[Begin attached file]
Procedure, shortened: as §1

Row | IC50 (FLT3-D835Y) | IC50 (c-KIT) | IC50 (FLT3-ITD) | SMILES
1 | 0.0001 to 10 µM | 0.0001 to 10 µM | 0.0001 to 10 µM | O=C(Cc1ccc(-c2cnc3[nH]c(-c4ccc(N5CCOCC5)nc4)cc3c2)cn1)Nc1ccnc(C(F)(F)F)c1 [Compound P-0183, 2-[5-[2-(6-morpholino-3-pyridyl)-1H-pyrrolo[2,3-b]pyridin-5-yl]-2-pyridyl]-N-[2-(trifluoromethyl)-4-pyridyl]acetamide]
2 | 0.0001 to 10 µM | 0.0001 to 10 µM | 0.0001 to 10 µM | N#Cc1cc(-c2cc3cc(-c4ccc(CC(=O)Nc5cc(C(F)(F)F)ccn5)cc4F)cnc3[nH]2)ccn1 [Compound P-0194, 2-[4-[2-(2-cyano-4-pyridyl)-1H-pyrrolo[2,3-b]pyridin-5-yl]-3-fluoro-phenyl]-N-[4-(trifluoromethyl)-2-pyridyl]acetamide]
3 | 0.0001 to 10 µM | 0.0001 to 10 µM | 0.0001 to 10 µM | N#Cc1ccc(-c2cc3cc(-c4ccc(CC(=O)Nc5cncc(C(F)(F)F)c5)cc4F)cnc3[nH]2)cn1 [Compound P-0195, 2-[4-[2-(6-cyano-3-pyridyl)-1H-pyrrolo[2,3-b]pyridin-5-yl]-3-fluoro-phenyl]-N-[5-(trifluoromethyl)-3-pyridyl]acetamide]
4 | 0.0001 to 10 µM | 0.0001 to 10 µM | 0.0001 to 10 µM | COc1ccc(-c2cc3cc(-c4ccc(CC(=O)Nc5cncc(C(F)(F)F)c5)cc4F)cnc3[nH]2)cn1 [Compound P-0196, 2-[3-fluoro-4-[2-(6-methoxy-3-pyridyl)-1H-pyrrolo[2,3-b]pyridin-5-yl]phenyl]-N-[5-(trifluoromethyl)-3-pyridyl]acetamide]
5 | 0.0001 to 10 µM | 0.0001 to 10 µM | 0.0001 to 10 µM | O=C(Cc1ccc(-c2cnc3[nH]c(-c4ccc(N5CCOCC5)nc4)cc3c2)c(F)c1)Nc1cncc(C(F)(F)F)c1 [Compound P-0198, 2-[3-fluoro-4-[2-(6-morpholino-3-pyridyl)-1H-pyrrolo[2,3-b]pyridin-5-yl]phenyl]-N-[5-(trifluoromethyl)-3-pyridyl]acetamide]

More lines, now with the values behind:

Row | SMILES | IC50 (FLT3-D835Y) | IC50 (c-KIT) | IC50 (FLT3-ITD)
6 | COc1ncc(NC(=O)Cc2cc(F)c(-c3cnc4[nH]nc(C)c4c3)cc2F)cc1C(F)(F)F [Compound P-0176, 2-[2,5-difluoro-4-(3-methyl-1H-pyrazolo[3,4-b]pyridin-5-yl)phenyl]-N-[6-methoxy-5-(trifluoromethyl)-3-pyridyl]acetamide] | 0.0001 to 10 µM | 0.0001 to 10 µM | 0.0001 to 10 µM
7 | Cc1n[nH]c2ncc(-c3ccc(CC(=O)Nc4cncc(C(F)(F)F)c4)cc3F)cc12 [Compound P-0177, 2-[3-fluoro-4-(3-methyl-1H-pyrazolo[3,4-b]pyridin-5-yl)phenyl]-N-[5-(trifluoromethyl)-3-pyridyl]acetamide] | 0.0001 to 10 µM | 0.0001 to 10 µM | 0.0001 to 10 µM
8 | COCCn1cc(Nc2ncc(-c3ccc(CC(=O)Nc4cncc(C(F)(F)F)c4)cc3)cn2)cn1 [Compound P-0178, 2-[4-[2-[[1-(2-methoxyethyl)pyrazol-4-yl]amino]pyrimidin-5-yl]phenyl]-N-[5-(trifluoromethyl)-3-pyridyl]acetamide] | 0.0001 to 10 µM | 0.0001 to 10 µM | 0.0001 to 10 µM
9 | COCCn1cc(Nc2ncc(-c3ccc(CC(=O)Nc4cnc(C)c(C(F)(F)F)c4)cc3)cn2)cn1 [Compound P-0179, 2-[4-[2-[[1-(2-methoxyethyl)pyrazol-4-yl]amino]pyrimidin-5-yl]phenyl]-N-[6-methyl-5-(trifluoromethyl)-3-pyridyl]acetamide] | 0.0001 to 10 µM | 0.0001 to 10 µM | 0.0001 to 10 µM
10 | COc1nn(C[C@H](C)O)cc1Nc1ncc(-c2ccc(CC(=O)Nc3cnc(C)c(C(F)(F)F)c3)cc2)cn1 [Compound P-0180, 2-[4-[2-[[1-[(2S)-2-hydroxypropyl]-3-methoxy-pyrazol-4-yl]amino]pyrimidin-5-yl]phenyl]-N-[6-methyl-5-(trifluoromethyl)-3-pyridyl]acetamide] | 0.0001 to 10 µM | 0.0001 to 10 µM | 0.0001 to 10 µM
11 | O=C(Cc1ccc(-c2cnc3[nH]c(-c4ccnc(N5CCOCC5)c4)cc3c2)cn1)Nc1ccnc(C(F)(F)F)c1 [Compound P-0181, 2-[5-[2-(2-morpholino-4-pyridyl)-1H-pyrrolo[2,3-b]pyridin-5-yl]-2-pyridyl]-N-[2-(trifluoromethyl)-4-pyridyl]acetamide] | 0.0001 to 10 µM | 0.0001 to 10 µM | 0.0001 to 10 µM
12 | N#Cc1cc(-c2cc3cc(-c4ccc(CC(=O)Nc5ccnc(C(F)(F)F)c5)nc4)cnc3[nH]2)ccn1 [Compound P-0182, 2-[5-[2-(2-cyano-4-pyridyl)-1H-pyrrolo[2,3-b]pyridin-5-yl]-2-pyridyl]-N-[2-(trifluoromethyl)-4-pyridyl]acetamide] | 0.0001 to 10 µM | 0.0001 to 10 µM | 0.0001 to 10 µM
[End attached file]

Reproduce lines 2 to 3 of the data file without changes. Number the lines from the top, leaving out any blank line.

Row | IC50 (FLT3-D835Y) | IC50 (c-KIT) | IC50 (FLT3-ITD) | SMILES
1 | 0.0001 to 10 µM | 0.0001 to 10 µM | 0.0001 to 10 µM | O=C(Cc1ccc(-c2cnc3[nH]c(-c4ccc(N5CCOCC5)nc4)cc3c2)cn1)Nc1ccnc(C(F)(F)F)c1 [Compound P-0183, 2-[5-[2-(6-morpholino-3-pyridyl)-1H-pyrrolo[2,3-b]pyridin-5-yl]-2-pyridyl]-N-[2-(trifluoromethyl)-4-pyridyl]acetamide]